13 12 1, Merrill Lynch High Yield desk

14 13 Fixed Income Market: during the first quarter, the 10 year note declined about 60 bps, while 3- month LIBOR declined approximately 200 bps. Leveraged Loan Market: institutional issuance totaled $27 billion during the 1Q 2008, down 80% from the $138 billion issued during the 1Q 2007

15 14 Milagro Exploration Background Petrohawk Energy Corporation announced intention to sell its Gulf Coast Division, a significant portion of which were former Mission Resources assets and personnel Guggenheim teamed with former Mission Resources management team, now Milagro Exploration, to bid on the divestiture Attractive opportunity: 266 BCFE of proved reserves (68% developed) with 400 BCFE upside Transaction Milagro bid $825 MM funded with $260 MM of senior (L+2.25%) and $200 MM of second lien debt (L+6.25%), $27 MM of Management equity and $250 MM of new private equity, plus a $125 MM subordinated seller note (12% PIK) 80% of PDP volumes were hedged prior to closing Update Proved reserves increased through drilling and the senior borrowing base increased by $60 MM to $375 MM Seller note repurchased for $100MM, funded with increase in senior revolver and second lien term loan Oil and Gas Investor Magazine named this “Financing Deal of the Year for 2007”

16 15 North Texas Development Background Client was awarded a substantial farm-in opportunity from a Major to develop Cleveland Sand acreage in North Texas Attractive “resource play” opportunity with minimal geological risk Improved completion techniques made for very attractive economics in the play Well known management team with very strong track record Transaction Guggenheim committed $37 MM Advancing Term Loan (P+2.2%) to drill and complete 16 wells under the farm-in agreement Upside participation came in the form of an ORRI (2% BPO, 8% APO) Update First 8 wells came in at or above expectations, after which Guggenheim was refinanced under the client’s traditional senior bank facility Realized proceeds to date have generated better than a 20% IRR Guggenheim’s ORRI is currently generating more than $80,000 per month

17 16 Bakken Shale Development Background Private equity sponsored team sought to acquire and develop Bakken Shale assets while minimizing management dilution Guggenheim’s mezzanine facility allowed management team to leverage private- equity dollars to more efficiently acquire and develop assets Strong management and operating team with experienced equity sponsor Transaction $50 MM Advancing Term Loan (L+6.5% with 4% ORRI BPO/10% NPI APO) to finance drilling and completion costs $10 MM equity co-investment to participate as a working interest partner Update Mezzanine facility accelerated drilling program with 8 wells drilled and completed Client was able to acquire and develop a larger acreage position by utilizing mezzanine capital for drilling and completion costs.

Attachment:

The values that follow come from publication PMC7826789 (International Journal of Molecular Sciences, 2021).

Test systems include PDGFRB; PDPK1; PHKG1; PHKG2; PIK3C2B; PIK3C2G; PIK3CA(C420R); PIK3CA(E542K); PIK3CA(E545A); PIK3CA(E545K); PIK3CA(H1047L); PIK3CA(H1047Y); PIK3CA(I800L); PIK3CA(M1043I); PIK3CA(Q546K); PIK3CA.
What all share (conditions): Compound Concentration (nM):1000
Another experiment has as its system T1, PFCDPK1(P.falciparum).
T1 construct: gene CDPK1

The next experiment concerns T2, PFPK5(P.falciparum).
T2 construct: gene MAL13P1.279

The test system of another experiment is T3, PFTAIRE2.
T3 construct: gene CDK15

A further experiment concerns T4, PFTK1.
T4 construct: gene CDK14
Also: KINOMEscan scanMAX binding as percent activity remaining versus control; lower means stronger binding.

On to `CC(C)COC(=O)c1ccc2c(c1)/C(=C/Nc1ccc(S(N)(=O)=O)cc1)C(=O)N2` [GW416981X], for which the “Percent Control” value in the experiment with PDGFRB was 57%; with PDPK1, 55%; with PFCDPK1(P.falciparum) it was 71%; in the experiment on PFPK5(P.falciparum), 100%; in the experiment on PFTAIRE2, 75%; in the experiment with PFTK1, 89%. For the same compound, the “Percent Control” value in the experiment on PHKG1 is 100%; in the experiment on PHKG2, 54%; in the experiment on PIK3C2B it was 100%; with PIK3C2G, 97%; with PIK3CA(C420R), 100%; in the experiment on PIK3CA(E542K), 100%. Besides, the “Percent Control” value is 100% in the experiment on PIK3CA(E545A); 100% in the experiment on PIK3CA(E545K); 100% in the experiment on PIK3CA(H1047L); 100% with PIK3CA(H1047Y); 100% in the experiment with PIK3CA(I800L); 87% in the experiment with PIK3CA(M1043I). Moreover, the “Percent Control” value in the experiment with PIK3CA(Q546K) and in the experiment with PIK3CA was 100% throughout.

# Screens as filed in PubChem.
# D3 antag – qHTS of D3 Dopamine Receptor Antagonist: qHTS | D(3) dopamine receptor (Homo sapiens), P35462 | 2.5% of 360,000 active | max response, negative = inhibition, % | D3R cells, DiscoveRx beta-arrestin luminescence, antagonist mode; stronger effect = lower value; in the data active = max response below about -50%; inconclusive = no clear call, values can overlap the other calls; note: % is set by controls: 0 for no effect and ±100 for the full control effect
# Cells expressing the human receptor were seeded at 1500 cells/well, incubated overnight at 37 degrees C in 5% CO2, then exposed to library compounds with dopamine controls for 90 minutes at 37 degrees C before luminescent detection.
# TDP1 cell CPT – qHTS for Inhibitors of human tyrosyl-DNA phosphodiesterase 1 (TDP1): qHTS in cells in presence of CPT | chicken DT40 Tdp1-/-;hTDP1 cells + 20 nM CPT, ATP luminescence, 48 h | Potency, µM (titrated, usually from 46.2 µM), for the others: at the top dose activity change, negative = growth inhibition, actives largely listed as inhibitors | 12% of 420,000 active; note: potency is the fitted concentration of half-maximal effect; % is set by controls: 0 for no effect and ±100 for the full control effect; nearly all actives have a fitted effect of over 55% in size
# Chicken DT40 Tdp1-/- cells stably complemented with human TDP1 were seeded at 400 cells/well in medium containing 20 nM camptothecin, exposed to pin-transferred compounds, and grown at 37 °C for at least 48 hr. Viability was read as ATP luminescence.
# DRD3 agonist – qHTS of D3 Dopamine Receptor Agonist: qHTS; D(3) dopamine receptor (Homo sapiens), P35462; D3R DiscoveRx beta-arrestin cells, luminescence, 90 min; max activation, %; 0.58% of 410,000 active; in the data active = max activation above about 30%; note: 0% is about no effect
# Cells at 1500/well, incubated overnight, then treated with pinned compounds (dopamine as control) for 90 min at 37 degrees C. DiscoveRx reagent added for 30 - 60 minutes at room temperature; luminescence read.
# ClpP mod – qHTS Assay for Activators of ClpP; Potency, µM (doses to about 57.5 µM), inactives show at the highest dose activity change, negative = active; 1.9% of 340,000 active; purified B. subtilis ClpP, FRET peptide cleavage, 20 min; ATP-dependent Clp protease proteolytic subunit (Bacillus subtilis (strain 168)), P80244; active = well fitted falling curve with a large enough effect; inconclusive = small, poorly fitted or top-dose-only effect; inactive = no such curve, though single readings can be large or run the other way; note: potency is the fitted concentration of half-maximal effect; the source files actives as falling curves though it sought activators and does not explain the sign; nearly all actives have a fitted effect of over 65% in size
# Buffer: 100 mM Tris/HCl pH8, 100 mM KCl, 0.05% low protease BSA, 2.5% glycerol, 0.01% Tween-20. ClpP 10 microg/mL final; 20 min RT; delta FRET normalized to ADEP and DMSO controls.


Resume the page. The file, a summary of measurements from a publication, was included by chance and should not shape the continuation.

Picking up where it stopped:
18 17 A leveraged loan too far… Private company focused on unconventional gas in multiple areas in North America and International. Company is leveraged 4 times EBITDA and experiencing liquidity problems. Reserve replacement in 2005: downward revisions (13%) exceed additions; excluding reserve divestitures and acquisitions and price effect, proved reserves decline 5.5%. Proved reserve replacement in prior year was also not achieved. New management team hired as founder/major shareholder left the business. Company is acquired for about $3.00/MCFE Total Proved. The acquisition is funded with senior debt, a Second Lien term loan (42%), and equity (58%). Debt is approximately equal to SEC total proved PW 10% at $10/MMBTU and $61/BBL. Asset coverage covenant includes 50% credit for Probable reserves. Second Lien term loan flexed down ½% to L+5 1/4%, but still oversubscribed four times over within a week of launch in March 2006.

19 18 A leveraged loan too far… l $400 MM Debt

20 19 A rising tide lifts all boats… Will the tide continue to rise? It’s only when the tide goes out that you discover who’s been swimming naked.

21 20 IPAA Capital Markets Seminar July 21, 2008 Tim Murray Managing Director GUGGENHEIM PARTNERS 1301 McKinney, Suite 3105 Houston, TX (713) main (713) fax